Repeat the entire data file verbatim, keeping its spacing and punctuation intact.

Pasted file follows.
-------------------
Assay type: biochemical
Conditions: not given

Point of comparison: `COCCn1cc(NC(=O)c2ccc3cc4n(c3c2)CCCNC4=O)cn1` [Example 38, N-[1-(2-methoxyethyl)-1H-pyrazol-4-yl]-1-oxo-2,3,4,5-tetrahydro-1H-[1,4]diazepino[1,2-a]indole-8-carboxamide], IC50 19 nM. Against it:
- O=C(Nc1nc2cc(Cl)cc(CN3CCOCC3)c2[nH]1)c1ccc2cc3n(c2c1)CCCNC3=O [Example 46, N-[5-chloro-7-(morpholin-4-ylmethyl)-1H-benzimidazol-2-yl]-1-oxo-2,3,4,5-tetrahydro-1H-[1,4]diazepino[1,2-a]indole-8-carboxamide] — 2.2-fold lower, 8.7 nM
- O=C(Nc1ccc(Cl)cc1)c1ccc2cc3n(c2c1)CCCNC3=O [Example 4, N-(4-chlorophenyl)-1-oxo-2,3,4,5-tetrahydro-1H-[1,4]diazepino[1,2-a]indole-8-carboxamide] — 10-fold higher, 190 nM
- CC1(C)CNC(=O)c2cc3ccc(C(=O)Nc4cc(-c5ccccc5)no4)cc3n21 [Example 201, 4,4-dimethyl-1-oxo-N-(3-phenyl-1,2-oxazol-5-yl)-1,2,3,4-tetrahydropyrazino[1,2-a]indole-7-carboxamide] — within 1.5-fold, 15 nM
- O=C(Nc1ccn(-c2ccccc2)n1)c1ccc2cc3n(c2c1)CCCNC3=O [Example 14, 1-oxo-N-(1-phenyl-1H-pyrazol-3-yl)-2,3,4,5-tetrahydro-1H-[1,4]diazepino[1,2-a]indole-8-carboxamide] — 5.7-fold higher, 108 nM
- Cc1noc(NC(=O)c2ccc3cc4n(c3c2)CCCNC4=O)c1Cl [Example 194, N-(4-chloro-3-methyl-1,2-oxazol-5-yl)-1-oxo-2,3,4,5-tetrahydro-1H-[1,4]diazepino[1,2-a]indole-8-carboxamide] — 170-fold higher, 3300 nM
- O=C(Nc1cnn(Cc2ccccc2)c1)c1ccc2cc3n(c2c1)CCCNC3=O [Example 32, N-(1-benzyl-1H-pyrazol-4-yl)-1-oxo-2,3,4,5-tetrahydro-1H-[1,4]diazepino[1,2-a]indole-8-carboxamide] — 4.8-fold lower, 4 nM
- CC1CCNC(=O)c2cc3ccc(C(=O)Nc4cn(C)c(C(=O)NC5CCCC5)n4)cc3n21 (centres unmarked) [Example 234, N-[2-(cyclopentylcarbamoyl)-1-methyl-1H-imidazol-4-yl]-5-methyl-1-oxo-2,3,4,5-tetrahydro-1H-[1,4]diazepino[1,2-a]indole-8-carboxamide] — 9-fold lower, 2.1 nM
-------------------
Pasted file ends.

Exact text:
Assay type: biochemical
Conditions: not given

Point of comparison: `COCCn1cc(NC(=O)c2ccc3cc4n(c3c2)CCCNC4=O)cn1` [Example 38, N-[1-(2-methoxyethyl)-1H-pyrazol-4-yl]-1-oxo-2,3,4,5-tetrahydro-1H-[1,4]diazepino[1,2-a]indole-8-carboxamide], IC50 19 nM. Against it:
- O=C(Nc1nc2cc(Cl)cc(CN3CCOCC3)c2[nH]1)c1ccc2cc3n(c2c1)CCCNC3=O [Example 46, N-[5-chloro-7-(morpholin-4-ylmethyl)-1H-benzimidazol-2-yl]-1-oxo-2,3,4,5-tetrahydro-1H-[1,4]diazepino[1,2-a]indole-8-carboxamide] — 2.2-fold lower, 8.7 nM
- O=C(Nc1ccc(Cl)cc1)c1ccc2cc3n(c2c1)CCCNC3=O [Example 4, N-(4-chlorophenyl)-1-oxo-2,3,4,5-tetrahydro-1H-[1,4]diazepino[1,2-a]indole-8-carboxamide] — 10-fold higher, 190 nM
- CC1(C)CNC(=O)c2cc3ccc(C(=O)Nc4cc(-c5ccccc5)no4)cc3n21 [Example 201, 4,4-dimethyl-1-oxo-N-(3-phenyl-1,2-oxazol-5-yl)-1,2,3,4-tetrahydropyrazino[1,2-a]indole-7-carboxamide] — within 1.5-fold, 15 nM
- O=C(Nc1ccn(-c2ccccc2)n1)c1ccc2cc3n(c2c1)CCCNC3=O [Example 14, 1-oxo-N-(1-phenyl-1H-pyrazol-3-yl)-2,3,4,5-tetrahydro-1H-[1,4]diazepino[1,2-a]indole-8-carboxamide] — 5.7-fold higher, 108 nM
- Cc1noc(NC(=O)c2ccc3cc4n(c3c2)CCCNC4=O)c1Cl [Example 194, N-(4-chloro-3-methyl-1,2-oxazol-5-yl)-1-oxo-2,3,4,5-tetrahydro-1H-[1,4]diazepino[1,2-a]indole-8-carboxamide] — 170-fold higher, 3300 nM
- O=C(Nc1cnn(Cc2ccccc2)c1)c1ccc2cc3n(c2c1)CCCNC3=O [Example 32, N-(1-benzyl-1H-pyrazol-4-yl)-1-oxo-2,3,4,5-tetrahydro-1H-[1,4]diazepino[1,2-a]indole-8-carboxamide] — 4.8-fold lower, 4 nM
- CC1CCNC(=O)c2cc3ccc(C(=O)Nc4cn(C)c(C(=O)NC5CCCC5)n4)cc3n21 (centres unmarked) [Example 234, N-[2-(cyclopentylcarbamoyl)-1-methyl-1H-imidazol-4-yl]-5-methyl-1-oxo-2,3,4,5-tetrahydro-1H-[1,4]diazepino[1,2-a]indole-8-carboxamide] — 9-fold lower, 2.1 nM